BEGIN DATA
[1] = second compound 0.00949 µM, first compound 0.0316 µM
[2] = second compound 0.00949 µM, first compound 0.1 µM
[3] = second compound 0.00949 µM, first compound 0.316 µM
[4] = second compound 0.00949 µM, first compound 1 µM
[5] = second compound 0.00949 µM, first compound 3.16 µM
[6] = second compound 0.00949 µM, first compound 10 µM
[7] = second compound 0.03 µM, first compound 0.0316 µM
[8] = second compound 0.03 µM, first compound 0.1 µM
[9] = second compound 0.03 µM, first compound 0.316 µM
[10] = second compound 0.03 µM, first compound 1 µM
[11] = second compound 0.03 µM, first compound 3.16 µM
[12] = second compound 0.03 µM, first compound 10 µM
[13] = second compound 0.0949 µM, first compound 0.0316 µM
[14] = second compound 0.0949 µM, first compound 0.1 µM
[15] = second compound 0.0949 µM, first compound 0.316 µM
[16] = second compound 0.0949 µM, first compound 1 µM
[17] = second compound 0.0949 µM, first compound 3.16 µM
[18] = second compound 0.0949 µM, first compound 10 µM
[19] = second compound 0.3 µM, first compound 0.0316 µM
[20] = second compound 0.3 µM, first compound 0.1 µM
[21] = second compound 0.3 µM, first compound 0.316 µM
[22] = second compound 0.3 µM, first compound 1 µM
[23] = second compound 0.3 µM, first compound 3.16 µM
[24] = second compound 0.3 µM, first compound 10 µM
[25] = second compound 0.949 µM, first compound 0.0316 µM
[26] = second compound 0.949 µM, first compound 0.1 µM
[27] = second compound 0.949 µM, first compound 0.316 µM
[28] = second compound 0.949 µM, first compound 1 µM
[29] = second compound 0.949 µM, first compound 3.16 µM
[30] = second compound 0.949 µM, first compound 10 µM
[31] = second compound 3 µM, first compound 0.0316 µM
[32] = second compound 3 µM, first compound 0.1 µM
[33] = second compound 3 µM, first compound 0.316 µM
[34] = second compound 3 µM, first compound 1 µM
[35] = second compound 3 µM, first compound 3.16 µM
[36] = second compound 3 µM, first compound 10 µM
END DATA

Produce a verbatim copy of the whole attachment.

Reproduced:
[1] = second compound 0.00949 µM, first compound 0.0316 µM
[2] = second compound 0.00949 µM, first compound 0.1 µM
[3] = second compound 0.00949 µM, first compound 0.316 µM
[4] = second compound 0.00949 µM, first compound 1 µM
[5] = second compound 0.00949 µM, first compound 3.16 µM
[6] = second compound 0.00949 µM, first compound 10 µM
[7] = second compound 0.03 µM, first compound 0.0316 µM
[8] = second compound 0.03 µM, first compound 0.1 µM
[9] = second compound 0.03 µM, first compound 0.316 µM
[10] = second compound 0.03 µM, first compound 1 µM
[11] = second compound 0.03 µM, first compound 3.16 µM
[12] = second compound 0.03 µM, first compound 10 µM
[13] = second compound 0.0949 µM, first compound 0.0316 µM
[14] = second compound 0.0949 µM, first compound 0.1 µM
[15] = second compound 0.0949 µM, first compound 0.316 µM
[16] = second compound 0.0949 µM, first compound 1 µM
[17] = second compound 0.0949 µM, first compound 3.16 µM
[18] = second compound 0.0949 µM, first compound 10 µM
[19] = second compound 0.3 µM, first compound 0.0316 µM
[20] = second compound 0.3 µM, first compound 0.1 µM
[21] = second compound 0.3 µM, first compound 0.316 µM
[22] = second compound 0.3 µM, first compound 1 µM
[23] = second compound 0.3 µM, first compound 3.16 µM
[24] = second compound 0.3 µM, first compound 10 µM
[25] = second compound 0.949 µM, first compound 0.0316 µM
[26] = second compound 0.949 µM, first compound 0.1 µM
[27] = second compound 0.949 µM, first compound 0.316 µM
[28] = second compound 0.949 µM, first compound 1 µM
[29] = second compound 0.949 µM, first compound 3.16 µM
[30] = second compound 0.949 µM, first compound 10 µM
[31] = second compound 3 µM, first compound 0.0316 µM
[32] = second compound 3 µM, first compound 0.1 µM
[33] = second compound 3 µM, first compound 0.316 µM
[34] = second compound 3 µM, first compound 1 µM
[35] = second compound 3 µM, first compound 3.16 µM
[36] = second compound 3 µM, first compound 10 µM